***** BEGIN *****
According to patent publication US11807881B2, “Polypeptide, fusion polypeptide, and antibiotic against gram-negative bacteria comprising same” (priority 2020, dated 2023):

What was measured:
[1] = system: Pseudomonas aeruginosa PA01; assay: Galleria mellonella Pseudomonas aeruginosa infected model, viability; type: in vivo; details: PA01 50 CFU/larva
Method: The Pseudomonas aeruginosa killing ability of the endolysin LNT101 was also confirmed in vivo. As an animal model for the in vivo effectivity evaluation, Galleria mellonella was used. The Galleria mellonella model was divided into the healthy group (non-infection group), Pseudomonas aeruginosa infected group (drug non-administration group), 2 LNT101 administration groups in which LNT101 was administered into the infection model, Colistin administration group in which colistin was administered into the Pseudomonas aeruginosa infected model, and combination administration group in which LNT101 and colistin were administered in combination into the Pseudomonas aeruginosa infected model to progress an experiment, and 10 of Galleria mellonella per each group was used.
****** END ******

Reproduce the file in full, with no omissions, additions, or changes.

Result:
According to patent publication US11807881B2, “Polypeptide, fusion polypeptide, and antibiotic against gram-negative bacteria comprising same” (priority 2020, dated 2023):

What was measured:
[1] = system: Pseudomonas aeruginosa PA01; assay: Galleria mellonella Pseudomonas aeruginosa infected model, viability; type: in vivo; details: PA01 50 CFU/larva
Method: The Pseudomonas aeruginosa killing ability of the endolysin LNT101 was also confirmed in vivo. As an animal model for the in vivo effectivity evaluation, Galleria mellonella was used. The Galleria mellonella model was divided into the healthy group (non-infection group), Pseudomonas aeruginosa infected group (drug non-administration group), 2 LNT101 administration groups in which LNT101 was administered into the infection model, Colistin administration group in which colistin was administered into the Pseudomonas aeruginosa infected model, and combination administration group in which LNT101 and colistin were administered in combination into the Pseudomonas aeruginosa infected model to progress an experiment, and 10 of Galleria mellonella per each group was used.